Life Sciences Companies Face Talent Crisis

Life sciences industry executives are increasingly concerned they are not doing enough to attract and retain women in their organizations, according to “Navigating disruption without gender diversity? Think again,” a new EY survey on industry-wide gender parity. The survey reveals that 53% of industry executives admit they are currently underutilizing women within their ranks. And yet, 72% of life sciences executives surveyed agree that having greater gender diversity at all levels of their business improves financial performance.

life sciences
(Credit: Digital Vision)

The survey suggests a looming threat of disruption facing the wider industry, as life sciences companies advance boldly into a digitally driven, patient-centric future. Challenged by this new environment, 73% of industry executives admit that dramatic changes are needed in how they attract, retain, engage and promote talent. In particular, life sciences executives are striving to achieve diversity of thought and experience within their leadership teams — something 57% say is currently lacking within their organizations. Overwhelmingly, 90% of industry executives agree that new leaders and leadership skills will make the difference in adapting to the disruptive changes impacting the sector.

“Life sciences leaders know they need to reimagine their business models to meet the evolving needs of payers, providers, patients, consumers and regulators,” said Kim Ramko, EY Global Life Sciences Advisory Services Leader. “They also understand that without change, their businesses will either fail to thrive or fail altogether. Yet, despite valuing diversity, many life sciences organizations are currently not addressing the gender gap in a way that will deliver the real change that is needed to succeed.”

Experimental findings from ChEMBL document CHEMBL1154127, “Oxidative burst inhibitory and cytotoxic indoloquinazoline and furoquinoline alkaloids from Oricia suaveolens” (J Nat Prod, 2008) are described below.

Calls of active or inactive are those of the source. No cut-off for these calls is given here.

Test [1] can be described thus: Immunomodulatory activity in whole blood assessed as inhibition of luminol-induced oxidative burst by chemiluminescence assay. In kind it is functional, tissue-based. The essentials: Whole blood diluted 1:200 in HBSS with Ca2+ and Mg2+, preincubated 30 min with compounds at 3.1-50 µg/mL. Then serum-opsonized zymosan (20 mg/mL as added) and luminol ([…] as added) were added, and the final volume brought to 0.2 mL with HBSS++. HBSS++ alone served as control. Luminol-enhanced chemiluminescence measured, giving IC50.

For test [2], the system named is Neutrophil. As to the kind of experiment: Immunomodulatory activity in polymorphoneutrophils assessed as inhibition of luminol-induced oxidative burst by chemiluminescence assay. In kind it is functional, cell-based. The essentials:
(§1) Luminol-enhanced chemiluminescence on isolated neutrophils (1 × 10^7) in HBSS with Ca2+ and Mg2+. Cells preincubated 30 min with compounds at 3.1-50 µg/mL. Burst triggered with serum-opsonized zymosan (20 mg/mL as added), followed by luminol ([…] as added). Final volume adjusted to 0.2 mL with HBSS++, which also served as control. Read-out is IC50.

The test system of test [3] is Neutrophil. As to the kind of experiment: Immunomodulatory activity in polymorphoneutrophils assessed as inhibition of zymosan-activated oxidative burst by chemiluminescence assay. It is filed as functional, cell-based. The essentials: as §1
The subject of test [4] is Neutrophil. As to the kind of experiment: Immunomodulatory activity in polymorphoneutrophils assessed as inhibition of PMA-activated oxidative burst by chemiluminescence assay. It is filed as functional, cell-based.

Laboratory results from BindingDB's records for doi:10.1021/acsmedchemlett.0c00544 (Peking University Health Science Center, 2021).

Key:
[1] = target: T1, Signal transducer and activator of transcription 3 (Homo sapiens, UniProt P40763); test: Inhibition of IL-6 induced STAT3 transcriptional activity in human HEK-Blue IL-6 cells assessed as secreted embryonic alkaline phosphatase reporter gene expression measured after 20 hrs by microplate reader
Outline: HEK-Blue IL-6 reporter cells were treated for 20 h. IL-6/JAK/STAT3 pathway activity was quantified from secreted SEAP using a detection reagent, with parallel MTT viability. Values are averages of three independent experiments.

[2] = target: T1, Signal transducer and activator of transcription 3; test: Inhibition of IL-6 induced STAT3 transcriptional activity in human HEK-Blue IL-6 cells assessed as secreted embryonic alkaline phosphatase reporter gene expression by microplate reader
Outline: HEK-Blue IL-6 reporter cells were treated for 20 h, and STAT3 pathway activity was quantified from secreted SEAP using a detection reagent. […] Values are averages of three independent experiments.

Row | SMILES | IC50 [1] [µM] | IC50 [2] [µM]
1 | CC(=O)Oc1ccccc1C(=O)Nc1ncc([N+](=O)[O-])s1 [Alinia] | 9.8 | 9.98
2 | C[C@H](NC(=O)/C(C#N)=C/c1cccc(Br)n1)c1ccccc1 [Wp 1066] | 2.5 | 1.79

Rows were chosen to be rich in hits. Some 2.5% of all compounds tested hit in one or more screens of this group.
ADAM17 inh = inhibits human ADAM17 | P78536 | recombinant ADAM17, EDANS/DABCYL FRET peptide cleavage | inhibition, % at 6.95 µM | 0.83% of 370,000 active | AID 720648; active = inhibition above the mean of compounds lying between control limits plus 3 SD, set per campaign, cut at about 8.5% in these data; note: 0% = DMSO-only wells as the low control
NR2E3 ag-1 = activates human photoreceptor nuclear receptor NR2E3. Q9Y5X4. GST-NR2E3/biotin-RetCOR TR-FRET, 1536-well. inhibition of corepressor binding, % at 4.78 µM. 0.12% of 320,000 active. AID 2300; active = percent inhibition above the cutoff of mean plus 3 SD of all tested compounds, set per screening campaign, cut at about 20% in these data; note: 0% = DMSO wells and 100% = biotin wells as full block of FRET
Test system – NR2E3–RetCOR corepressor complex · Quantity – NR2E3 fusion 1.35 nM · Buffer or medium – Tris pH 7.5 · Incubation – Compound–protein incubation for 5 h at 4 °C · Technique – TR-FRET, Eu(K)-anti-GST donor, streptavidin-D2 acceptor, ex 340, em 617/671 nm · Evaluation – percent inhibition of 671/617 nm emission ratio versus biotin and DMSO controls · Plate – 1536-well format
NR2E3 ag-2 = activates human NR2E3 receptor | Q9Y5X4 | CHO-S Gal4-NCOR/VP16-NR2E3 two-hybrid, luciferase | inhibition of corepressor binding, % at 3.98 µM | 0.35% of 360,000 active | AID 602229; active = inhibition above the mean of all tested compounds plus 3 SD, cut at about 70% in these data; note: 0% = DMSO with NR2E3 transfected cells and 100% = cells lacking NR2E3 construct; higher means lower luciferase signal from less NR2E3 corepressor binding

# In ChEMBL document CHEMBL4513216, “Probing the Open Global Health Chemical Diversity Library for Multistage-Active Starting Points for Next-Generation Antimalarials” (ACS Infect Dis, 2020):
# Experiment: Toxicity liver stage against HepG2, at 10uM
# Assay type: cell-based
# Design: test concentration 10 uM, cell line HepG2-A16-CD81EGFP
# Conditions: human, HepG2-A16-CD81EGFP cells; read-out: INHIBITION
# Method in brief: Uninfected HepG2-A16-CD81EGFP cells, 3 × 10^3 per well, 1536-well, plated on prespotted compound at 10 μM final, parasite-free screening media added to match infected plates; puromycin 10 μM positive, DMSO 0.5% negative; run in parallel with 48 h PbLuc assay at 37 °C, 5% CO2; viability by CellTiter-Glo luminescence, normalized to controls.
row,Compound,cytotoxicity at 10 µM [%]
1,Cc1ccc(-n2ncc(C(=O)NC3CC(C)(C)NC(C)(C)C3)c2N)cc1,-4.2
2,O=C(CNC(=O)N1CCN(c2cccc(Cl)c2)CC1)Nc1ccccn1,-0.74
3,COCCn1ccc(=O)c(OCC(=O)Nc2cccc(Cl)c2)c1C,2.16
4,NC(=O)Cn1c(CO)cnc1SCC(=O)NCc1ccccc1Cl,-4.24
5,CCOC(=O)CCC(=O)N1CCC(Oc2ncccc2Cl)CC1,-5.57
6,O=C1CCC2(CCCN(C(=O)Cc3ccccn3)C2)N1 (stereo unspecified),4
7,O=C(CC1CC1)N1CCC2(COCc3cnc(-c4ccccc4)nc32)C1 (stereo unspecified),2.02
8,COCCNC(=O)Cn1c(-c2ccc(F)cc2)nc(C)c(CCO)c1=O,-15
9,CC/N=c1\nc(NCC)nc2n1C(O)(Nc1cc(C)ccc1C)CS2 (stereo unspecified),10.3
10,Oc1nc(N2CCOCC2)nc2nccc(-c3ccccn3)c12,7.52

life sciences
(Source: EY)

The survey affirms that few organizations have taken concrete steps to address these issues. Strikingly, 19% of female industry executives and only 16% of male industry executives believe their organizations are effective at retaining women.

It is then little surprise that only 20% of life sciences companies have a structured, formal program to identify and develop women’s careers in leadership within their organizations. An even smaller percentage (13%) of companies have an informal program to identify and develop women’s careers in leadership but with no plans to formalize it. Nearly half of respondents (47%) say they develop women and men equally as part of an existing leadership program — and they have no intention of changing it.

And while more than a third of life sciences executives (42%) believe they are very effective at attracting women, only 27% of female industry executives compared to 32% of male industry executives agree that their organizations’ retention strategies are very effective. And when it comes to identifying future female leaders and promoting women into leadership positions, only 19% of executives say their company could do better.

Looking to the future, a majority of life sciences leaders (63%) expect to see only a slight increase in the proportion of women in senior leadership positions within their organizations over the next five years. Twenty five percent of executives expect to see no change at all.

“As life sciences companies transform themselves to meet the expectations of a rapidly changing landscape, they must reconsider their existing recruitment models to attract and retain women and diverse groups to their workforce,” said Ramko. “This means making it a priority at the board level and investing in initiatives to achieve a truly diverse workforce.”